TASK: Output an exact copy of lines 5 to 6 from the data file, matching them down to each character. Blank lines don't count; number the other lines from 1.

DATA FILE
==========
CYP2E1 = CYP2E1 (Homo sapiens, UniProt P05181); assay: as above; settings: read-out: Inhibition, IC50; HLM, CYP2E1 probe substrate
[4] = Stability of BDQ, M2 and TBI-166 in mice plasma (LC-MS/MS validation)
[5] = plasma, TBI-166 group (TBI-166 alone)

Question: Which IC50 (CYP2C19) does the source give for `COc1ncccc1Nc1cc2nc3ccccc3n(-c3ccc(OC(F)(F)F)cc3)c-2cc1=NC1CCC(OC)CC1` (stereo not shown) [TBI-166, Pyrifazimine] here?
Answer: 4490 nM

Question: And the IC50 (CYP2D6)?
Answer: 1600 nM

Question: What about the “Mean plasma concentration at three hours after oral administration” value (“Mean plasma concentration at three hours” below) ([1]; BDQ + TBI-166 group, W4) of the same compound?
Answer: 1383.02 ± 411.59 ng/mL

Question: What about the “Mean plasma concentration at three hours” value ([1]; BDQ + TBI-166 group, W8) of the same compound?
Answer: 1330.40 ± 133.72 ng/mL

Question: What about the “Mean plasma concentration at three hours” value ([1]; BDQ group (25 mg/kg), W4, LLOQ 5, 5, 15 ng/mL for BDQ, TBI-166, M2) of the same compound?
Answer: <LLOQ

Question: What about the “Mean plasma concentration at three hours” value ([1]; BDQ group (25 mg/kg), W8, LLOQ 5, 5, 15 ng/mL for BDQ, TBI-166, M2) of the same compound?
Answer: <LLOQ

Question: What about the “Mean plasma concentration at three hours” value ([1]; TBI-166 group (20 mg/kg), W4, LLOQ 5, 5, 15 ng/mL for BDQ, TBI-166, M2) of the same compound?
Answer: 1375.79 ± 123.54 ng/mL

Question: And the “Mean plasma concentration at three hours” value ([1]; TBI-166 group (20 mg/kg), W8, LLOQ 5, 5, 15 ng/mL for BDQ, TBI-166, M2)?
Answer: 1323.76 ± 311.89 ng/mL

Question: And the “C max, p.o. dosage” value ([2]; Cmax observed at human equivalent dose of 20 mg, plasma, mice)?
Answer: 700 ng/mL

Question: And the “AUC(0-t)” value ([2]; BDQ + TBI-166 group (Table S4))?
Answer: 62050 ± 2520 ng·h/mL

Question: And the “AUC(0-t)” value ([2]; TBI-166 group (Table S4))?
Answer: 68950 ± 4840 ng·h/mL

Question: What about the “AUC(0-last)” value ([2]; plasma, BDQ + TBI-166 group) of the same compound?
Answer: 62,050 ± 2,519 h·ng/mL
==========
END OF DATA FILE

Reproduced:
Answer: 4490 nM

Question: And the IC50 (CYP2D6)?